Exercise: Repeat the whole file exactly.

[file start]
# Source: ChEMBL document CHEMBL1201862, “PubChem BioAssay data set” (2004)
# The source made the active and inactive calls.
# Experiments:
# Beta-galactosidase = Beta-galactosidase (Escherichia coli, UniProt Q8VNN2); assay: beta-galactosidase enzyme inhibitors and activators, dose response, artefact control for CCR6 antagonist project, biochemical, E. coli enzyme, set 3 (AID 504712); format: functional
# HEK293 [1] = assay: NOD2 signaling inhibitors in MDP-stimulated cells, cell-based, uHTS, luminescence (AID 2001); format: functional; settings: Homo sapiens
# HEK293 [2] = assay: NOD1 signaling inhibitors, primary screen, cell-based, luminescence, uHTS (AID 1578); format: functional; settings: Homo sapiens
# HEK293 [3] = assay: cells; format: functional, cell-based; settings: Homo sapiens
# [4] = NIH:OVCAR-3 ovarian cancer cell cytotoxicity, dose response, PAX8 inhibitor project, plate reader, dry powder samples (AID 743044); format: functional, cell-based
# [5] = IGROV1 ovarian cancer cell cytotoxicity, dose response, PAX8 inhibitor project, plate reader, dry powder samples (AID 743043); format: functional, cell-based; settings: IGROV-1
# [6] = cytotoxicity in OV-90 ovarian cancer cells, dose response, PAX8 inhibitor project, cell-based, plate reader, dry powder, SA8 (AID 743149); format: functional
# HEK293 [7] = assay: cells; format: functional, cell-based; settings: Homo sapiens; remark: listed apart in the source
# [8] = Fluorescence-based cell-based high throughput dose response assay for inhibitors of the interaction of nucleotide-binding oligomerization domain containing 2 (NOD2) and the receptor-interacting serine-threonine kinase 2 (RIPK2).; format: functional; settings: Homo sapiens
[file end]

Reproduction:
# Source: ChEMBL document CHEMBL1201862, “PubChem BioAssay data set” (2004)
# The source made the active and inactive calls.
# Experiments:
# Beta-galactosidase = Beta-galactosidase (Escherichia coli, UniProt Q8VNN2); assay: beta-galactosidase enzyme inhibitors and activators, dose response, artefact control for CCR6 antagonist project, biochemical, E. coli enzyme, set 3 (AID 504712); format: functional
# HEK293 [1] = assay: NOD2 signaling inhibitors in MDP-stimulated cells, cell-based, uHTS, luminescence (AID 2001); format: functional; settings: Homo sapiens
# HEK293 [2] = assay: NOD1 signaling inhibitors, primary screen, cell-based, luminescence, uHTS (AID 1578); format: functional; settings: Homo sapiens
# HEK293 [3] = assay: cells; format: functional, cell-based; settings: Homo sapiens
# [4] = NIH:OVCAR-3 ovarian cancer cell cytotoxicity, dose response, PAX8 inhibitor project, plate reader, dry powder samples (AID 743044); format: functional, cell-based
# [5] = IGROV1 ovarian cancer cell cytotoxicity, dose response, PAX8 inhibitor project, plate reader, dry powder samples (AID 743043); format: functional, cell-based; settings: IGROV-1
# [6] = cytotoxicity in OV-90 ovarian cancer cells, dose response, PAX8 inhibitor project, cell-based, plate reader, dry powder, SA8 (AID 743149); format: functional
# HEK293 [7] = assay: cells; format: functional, cell-based; settings: Homo sapiens; remark: listed apart in the source
# [8] = Fluorescence-based cell-based high throughput dose response assay for inhibitors of the interaction of nucleotide-binding oligomerization domain containing 2 (NOD2) and the receptor-interacting serine-threonine kinase 2 (RIPK2).; format: functional; settings: Homo sapiens